The mechanical index and thermal index must be displayed if the
ultrasound system is capable of exceeding an index of 1. The displayed
indices are based on the manufacturer’s experimental and modelled
data. These measurements are not infallible; an independent study
has demonstrated significant discrepancies over declared I-SPTA
output of up to 400% 16.
An IEC standard (Draft IEC 61681) is being drawn up to establish
a safety classification for ultrasound equipment based on its ability
to produce cavitation or a temperature rise. The standard proposes
two classifications of equipment: class A, which has a lower output
and for which no output display is required, and class B which has
a higher output and for which an output display is required. The
draft is currently undergoing review.
organizations have produced statements on the safe use of ultrasound.
These are not regulatory statements but are intended to educate
and advise. WFUMB guidelines have been issued in two special issues
in Medicine and Biology 12-17 . Statements and recommendations
are given on B-mode scanning, Doppler imaging, transducer heating,
thermal effects (see page 33). The AIUM have produced statements
on the safety of ultrasound. They are available from the AIUM office
and can be obtained from the AIUMwebsite – http://www.aium.org/stmts.htm.
The European Committee for Ultrasound Radiation Safety has published
statements 18,19 on the use of pulsed Doppler measurement in fetuses,
stating that its use in routine examinations during the period of
organogenesis is considered inadvisable at present.
PRACTICAL APPROACH TO SAFE FETAL SCANNING
No injurious effects
have been identified from ultrasound scanning of the fetus. However,
changes in power output, increased use of Doppler ultrasound and
a change in regulations governing outputs means that every measure
should be taken by users to maintain safe practices.
The ALARA ("As Low As
principle should be maintained. Power outputs used should be
adequate to conduct the examination. If in doubt, use a low
power and increase it as necessary. Application keys for obstetrics
should bring in each mode at its lowest output so that the operator
is required to increase power if the examination demands it.
B-mode generally has the lowest power output and intensity.
M-mode, color flow and spectral Doppler have higher outputs
which can cause more heating at the site of examination. The
examination should begin with B-mode and use color and spectral
Doppler only when necessary.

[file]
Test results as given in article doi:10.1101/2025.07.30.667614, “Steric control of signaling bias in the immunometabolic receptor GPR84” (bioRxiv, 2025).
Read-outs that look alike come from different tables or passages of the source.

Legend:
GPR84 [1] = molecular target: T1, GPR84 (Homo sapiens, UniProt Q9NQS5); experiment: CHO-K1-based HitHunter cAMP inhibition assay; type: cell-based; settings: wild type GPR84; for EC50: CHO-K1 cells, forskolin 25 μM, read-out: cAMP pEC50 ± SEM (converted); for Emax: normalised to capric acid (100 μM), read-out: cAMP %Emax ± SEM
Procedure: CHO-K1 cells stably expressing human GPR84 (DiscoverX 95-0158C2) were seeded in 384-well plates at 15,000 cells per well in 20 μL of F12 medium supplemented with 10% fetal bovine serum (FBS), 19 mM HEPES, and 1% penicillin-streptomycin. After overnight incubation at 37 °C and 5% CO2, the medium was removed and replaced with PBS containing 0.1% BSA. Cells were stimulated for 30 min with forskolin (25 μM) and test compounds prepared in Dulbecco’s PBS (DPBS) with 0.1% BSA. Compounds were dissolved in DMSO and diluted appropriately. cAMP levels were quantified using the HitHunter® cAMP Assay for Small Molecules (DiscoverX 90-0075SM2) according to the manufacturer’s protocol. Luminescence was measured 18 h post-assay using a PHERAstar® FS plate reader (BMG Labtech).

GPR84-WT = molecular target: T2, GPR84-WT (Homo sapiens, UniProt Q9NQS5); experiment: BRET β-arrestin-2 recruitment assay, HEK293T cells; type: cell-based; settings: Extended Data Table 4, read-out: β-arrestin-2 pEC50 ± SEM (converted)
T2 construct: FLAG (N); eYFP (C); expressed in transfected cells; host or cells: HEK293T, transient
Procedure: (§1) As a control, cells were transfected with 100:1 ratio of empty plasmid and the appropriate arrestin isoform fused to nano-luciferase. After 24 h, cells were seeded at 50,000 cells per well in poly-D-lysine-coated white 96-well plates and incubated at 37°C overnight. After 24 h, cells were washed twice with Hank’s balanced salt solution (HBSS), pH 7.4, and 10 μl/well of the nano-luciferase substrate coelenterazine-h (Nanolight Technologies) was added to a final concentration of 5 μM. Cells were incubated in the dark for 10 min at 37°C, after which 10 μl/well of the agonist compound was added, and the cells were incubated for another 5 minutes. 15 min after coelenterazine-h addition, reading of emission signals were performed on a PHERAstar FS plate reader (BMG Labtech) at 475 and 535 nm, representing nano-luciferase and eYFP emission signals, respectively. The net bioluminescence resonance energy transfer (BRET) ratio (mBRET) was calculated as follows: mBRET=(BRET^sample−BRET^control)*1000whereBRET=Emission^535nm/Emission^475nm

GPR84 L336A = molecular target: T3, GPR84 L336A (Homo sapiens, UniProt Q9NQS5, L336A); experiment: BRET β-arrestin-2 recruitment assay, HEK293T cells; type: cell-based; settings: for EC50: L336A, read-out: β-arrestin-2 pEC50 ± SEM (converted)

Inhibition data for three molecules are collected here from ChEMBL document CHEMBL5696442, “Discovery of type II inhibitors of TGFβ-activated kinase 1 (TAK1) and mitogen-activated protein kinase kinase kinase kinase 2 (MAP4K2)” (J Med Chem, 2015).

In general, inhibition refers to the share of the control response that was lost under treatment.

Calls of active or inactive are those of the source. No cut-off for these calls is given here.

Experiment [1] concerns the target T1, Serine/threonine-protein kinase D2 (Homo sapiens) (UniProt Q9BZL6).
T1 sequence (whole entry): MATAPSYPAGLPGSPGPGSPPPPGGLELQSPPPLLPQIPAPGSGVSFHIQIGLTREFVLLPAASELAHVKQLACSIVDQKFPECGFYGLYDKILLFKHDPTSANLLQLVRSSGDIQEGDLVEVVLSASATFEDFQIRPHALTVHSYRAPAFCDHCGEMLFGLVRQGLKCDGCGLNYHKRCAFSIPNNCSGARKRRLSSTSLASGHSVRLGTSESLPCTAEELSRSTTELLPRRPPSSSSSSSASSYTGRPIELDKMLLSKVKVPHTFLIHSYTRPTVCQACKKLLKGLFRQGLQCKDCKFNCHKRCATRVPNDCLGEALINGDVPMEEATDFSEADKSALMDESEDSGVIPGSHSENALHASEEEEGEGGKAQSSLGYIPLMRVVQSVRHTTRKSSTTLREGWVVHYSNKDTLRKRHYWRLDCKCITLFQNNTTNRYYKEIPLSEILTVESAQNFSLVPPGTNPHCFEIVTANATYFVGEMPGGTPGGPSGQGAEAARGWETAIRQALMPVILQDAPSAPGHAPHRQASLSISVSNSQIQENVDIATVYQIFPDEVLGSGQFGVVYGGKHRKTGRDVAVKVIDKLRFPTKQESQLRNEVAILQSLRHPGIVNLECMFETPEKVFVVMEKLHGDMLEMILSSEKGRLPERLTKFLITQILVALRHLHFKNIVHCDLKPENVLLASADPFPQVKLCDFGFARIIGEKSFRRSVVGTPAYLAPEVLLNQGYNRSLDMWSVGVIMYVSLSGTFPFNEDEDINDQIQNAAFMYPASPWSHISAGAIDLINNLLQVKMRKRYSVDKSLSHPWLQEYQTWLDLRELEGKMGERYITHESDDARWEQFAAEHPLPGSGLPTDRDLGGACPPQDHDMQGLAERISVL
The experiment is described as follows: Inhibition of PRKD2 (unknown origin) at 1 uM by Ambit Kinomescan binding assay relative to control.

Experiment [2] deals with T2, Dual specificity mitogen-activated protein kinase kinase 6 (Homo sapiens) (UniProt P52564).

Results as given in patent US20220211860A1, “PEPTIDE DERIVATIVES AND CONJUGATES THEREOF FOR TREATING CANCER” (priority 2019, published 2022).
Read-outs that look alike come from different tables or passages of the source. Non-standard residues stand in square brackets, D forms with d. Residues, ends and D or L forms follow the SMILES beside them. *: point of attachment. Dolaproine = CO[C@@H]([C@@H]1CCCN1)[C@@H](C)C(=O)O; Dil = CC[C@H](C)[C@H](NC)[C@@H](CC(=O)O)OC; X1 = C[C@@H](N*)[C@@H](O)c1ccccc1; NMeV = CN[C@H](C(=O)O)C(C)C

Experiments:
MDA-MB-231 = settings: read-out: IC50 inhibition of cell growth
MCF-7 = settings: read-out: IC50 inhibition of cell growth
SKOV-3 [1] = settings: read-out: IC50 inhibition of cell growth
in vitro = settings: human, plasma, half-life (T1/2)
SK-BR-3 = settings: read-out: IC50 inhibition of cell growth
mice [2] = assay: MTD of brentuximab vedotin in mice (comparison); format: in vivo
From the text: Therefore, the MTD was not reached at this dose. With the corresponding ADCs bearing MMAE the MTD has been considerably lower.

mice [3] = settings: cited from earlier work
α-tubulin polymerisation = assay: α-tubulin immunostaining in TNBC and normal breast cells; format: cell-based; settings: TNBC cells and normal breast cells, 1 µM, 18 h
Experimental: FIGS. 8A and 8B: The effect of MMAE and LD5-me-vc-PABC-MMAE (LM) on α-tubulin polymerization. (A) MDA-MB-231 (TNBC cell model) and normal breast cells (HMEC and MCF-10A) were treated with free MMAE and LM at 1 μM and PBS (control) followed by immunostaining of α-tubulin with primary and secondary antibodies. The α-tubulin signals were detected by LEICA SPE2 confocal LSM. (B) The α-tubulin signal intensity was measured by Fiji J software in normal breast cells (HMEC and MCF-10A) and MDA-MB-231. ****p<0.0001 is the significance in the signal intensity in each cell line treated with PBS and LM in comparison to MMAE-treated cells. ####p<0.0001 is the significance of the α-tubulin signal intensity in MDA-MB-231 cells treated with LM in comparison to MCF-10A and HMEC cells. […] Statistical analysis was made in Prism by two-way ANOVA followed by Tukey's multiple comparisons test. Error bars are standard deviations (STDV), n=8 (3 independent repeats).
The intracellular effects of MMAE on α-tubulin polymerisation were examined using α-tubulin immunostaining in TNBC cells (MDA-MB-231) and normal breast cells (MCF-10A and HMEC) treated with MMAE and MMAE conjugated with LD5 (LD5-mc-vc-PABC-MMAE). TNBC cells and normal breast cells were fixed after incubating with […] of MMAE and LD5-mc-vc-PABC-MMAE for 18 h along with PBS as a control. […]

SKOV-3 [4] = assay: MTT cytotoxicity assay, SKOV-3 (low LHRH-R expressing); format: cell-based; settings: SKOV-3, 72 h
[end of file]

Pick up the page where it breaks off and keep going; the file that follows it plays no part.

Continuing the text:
intensity (and temperature rise) is highly dependent on scanner
For example, the intensity changes in response to changes in:
(a) Power Output,
Depth of examination,
Mode used (color flow, spectral Doppler),
Transmitted frequency used,
Color pulse repetition frequency (scale),
Region of color flow interest,
the display for the scanner/transducer combination shows thermal
and mechanical indices, the indices should be readily visible.
Of the thermal indices, TIB is most relevant to heating in the
second and third trimesters. The operator should be aware of changes
to the indices in response to changes in control settings.
care should be taken in febrile patients, since ultrasound heating
will cause additional heating to the fetus.
WFUMB recommends that ultrasound causing a temperature rise of
no more than 1.5°C may be used without reservation on thermal
indices exceeding 1.5 should not be used routinely and, if required
for specific diagnostic information, should be used for the minimum
time necessary. The influence of higher intensity levels can be
moderated by moving the transducer so that specific areas of tissue
are not subjected to long periods of higher intensity investigation.
not scan for longer than is necessary to obtain the diagnostic
WFUMB STATEMENTS ON THE SAFETY OF DIAGNOSTIC ULTRASOUND
imaging (issued 1992)
diagnostic ultrasound equipment as used today for simple B-mode
imag- ing operates at acoustic outputs that are not capable of producing
harmful temperature rises. Its use in medicine is therefore not
contraindicated on thermal grounds. This includes endoscopic, transvaginal
and transcutaneous applications.
has been demonstrated in experiments with unperfused tissue that
some Doppler diagnostic equipment has the potential to produce biologically
significant temperature rises, specifically at bone/soft tissue
interfaces. The effects of elevated temperatures may be minimized
by keeping the time during which the beam passes through any one
point in tissue as short as possible. Where output power can be
controlled, the lowest available power level consistent with obtaining
the desired diagnostic information should be used.
the data on humans are sparse, it is clear from animal studies that
exposures resulting in temperatures less than 38.5°C can be used
without reservation on thermal grounds. This includes obstetric
source of heating may be the transducer itself. Tissue heating from
this source is localized to the volume in contact with the transducer.
on thermal effects (1997)
diagnostic exposure that produces a maximum temperature rise of
no more than 1.5°C above normal physiological levels (37°C) may
be used without reservation on thermal grounds.
diagnostic exposure that elevates embryonic and fetal in situ
temperature to 4°C (4°C above normal temperature) for 5 min
or more should be considered potentially hazardous.